ziad@linux-ec5v:~> telnet 82.204.1.1 23
Trying 82.204.1.1...
Connected to 82.204.1.1.
Escape character is '^]'.


User Access Verification

Password: 
Password: 
Password: 
% Bad passwords
Connection closed by foreign host.
ziad@linux-ec5v:~> 


ziad@linux-ec5v:~> telnet 82.204.106.1 80
Trying 82.204.106.1...
telnet: connect to address 82.204.106.1: Connection refused
ziad@linux-ec5v:~> 

ziad@linux-ec5v:~> telnet 192.168.1.1 23
Trying 192.168.1.1...
telnet: connect to address 192.168.1.1: Connection timed out
ziad@linux-ec5v:~>


ziad@linux-ec5v:~> /sbin/route -n
Kernel IP routing table
Destination     Gateway         Genmask         Flags Metric Ref    Use Iface
0.0.0.0         82.204.106.1    0.0.0.0         UG    0      0        0 eth0
82.204.106.0    0.0.0.0         255.255.255.128 U     1      0        0 eth0
ziad@linux-ec5v:~>

Thanks for all the info. To start with the last, your route -n. It seems to be complete. I was missing the local route (to 127.0.0.0). Strange to me, but not connected to your problem.

While your system thinks the gateway is 82.204.106.1, the only reaction you get is from the telnet to 82.204.1.1. When you are very confident that that is not another system/router in the LAN you are now, we can assume that the address of the hacked router is now 82.204.1.1.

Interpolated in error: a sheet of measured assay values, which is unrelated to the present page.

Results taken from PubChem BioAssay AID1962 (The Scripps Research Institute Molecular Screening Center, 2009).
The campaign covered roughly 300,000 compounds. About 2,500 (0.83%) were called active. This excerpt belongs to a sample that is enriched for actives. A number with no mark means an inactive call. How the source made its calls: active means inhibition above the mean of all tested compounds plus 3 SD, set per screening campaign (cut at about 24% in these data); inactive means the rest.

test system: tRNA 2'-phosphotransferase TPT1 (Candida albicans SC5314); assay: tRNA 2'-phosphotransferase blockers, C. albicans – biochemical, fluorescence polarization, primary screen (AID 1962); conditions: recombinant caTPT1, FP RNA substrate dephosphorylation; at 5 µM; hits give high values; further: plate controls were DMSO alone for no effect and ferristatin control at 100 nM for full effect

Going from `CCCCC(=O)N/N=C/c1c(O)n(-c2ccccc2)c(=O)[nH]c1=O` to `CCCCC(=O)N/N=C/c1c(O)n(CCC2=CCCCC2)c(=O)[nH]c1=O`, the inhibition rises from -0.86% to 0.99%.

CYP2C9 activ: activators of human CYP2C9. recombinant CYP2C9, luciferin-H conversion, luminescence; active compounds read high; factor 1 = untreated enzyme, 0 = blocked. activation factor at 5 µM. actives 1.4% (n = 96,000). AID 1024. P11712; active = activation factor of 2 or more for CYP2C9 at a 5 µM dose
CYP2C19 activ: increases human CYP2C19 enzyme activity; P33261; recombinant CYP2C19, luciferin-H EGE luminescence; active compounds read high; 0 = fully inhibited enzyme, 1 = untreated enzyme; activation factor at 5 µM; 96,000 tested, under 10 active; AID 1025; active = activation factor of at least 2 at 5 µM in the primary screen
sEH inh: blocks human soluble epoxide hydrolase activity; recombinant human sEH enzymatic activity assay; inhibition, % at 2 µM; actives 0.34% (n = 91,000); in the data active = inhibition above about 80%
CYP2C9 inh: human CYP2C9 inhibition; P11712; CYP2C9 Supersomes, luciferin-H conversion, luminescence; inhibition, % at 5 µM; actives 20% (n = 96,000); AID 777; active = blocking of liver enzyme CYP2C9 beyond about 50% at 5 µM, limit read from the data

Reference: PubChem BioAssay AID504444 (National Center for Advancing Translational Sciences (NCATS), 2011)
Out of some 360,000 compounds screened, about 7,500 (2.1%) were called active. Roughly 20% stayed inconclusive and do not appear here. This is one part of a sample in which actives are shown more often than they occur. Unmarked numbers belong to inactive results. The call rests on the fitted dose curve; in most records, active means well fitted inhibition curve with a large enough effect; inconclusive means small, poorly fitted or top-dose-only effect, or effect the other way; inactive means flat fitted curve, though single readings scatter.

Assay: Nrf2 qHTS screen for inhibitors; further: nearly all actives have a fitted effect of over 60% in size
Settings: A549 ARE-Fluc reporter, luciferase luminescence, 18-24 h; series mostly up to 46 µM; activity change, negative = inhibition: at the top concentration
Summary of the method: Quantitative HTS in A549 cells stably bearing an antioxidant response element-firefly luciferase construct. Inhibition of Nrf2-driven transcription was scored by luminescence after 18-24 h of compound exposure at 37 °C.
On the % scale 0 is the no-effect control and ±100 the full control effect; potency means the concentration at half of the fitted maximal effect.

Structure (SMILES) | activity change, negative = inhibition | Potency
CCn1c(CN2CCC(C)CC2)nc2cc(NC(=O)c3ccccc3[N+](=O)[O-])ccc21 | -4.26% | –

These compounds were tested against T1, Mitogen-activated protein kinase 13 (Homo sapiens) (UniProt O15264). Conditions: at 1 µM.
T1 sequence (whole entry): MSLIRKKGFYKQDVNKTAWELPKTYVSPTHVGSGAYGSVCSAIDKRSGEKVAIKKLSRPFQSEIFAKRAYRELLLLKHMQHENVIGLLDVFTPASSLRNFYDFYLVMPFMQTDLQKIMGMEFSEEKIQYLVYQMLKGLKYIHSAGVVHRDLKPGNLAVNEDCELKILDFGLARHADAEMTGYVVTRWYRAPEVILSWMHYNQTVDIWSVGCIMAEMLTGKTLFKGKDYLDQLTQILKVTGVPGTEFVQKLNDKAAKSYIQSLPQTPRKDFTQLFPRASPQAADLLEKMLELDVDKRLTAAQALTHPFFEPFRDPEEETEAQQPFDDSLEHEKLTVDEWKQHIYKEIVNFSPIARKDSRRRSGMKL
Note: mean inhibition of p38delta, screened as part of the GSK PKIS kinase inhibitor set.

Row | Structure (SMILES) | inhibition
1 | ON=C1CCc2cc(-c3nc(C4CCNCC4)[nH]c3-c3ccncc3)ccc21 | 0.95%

What about the linux-ec5v system. Is it configured to use DHCP or not? Because the Gateway address in the routing table must come from somewhere. And when it is not from the hacked one, it is either from another DHCP server/router (which would trouble our view), or from fixed configuration.

On 08/03/2012 01:26 PM, zuze11 wrote:
>
> I did reset the router, several times and nothing changed. Port 80 seems
> to be closed but I got partial success with 82.204.1.1 on port 23 for
> telnet. It would not recognize the default password for wrt54g (admin or
> even Admin) and the original password I had for the router as well.

Was that reset the long one? A simple reboot will change nothing. Once it is
reset, the default (from the factory) settings should be in place. As I recall,
the last time I had to do that, the reset button had to be held for a minute.